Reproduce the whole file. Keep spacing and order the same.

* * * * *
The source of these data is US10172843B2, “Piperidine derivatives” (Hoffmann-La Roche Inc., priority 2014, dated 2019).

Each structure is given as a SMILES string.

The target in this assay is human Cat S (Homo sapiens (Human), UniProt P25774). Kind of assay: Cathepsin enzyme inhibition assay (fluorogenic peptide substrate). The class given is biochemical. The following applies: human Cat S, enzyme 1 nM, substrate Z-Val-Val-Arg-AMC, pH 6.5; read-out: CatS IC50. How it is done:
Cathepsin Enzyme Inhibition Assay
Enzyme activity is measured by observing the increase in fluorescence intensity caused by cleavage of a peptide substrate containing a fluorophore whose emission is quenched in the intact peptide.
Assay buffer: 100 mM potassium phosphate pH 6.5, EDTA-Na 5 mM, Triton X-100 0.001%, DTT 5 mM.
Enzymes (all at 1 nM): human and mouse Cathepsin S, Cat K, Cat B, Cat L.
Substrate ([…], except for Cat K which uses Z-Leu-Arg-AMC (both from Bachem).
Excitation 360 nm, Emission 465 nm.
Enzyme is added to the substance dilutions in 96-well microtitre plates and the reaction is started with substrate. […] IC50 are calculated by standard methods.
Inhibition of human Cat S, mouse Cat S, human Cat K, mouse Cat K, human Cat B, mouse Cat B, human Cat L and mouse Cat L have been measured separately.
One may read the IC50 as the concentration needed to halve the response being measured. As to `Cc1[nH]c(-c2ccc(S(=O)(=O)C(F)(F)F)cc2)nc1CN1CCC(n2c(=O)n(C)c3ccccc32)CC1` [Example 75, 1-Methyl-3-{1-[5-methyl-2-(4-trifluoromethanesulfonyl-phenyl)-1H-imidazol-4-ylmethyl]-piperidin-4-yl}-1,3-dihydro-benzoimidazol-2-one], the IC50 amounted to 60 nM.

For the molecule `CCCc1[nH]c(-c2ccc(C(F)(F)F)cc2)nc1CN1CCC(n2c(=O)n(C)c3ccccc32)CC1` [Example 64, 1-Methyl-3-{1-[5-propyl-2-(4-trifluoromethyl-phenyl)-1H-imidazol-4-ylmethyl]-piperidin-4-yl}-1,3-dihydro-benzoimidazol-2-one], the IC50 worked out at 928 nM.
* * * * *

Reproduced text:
The source of these data is US10172843B2, “Piperidine derivatives” (Hoffmann-La Roche Inc., priority 2014, dated 2019).

Each structure is given as a SMILES string.

The target in this assay is human Cat S (Homo sapiens (Human), UniProt P25774). Kind of assay: Cathepsin enzyme inhibition assay (fluorogenic peptide substrate). The class given is biochemical. The following applies: human Cat S, enzyme 1 nM, substrate Z-Val-Val-Arg-AMC, pH 6.5; read-out: CatS IC50. How it is done:
Cathepsin Enzyme Inhibition Assay
Enzyme activity is measured by observing the increase in fluorescence intensity caused by cleavage of a peptide substrate containing a fluorophore whose emission is quenched in the intact peptide.
Assay buffer: 100 mM potassium phosphate pH 6.5, EDTA-Na 5 mM, Triton X-100 0.001%, DTT 5 mM.
Enzymes (all at 1 nM): human and mouse Cathepsin S, Cat K, Cat B, Cat L.
Substrate ([…], except for Cat K which uses Z-Leu-Arg-AMC (both from Bachem).
Excitation 360 nm, Emission 465 nm.
Enzyme is added to the substance dilutions in 96-well microtitre plates and the reaction is started with substrate. […] IC50 are calculated by standard methods.
Inhibition of human Cat S, mouse Cat S, human Cat K, mouse Cat K, human Cat B, mouse Cat B, human Cat L and mouse Cat L have been measured separately.
One may read the IC50 as the concentration needed to halve the response being measured. As to `Cc1[nH]c(-c2ccc(S(=O)(=O)C(F)(F)F)cc2)nc1CN1CCC(n2c(=O)n(C)c3ccccc32)CC1` [Example 75, 1-Methyl-3-{1-[5-methyl-2-(4-trifluoromethanesulfonyl-phenyl)-1H-imidazol-4-ylmethyl]-piperidin-4-yl}-1,3-dihydro-benzoimidazol-2-one], the IC50 amounted to 60 nM.

For the molecule `CCCc1[nH]c(-c2ccc(C(F)(F)F)cc2)nc1CN1CCC(n2c(=O)n(C)c3ccccc32)CC1` [Example 64, 1-Methyl-3-{1-[5-propyl-2-(4-trifluoromethyl-phenyl)-1H-imidazol-4-ylmethyl]-piperidin-4-yl}-1,3-dihydro-benzoimidazol-2-one], the IC50 worked out at 928 nM.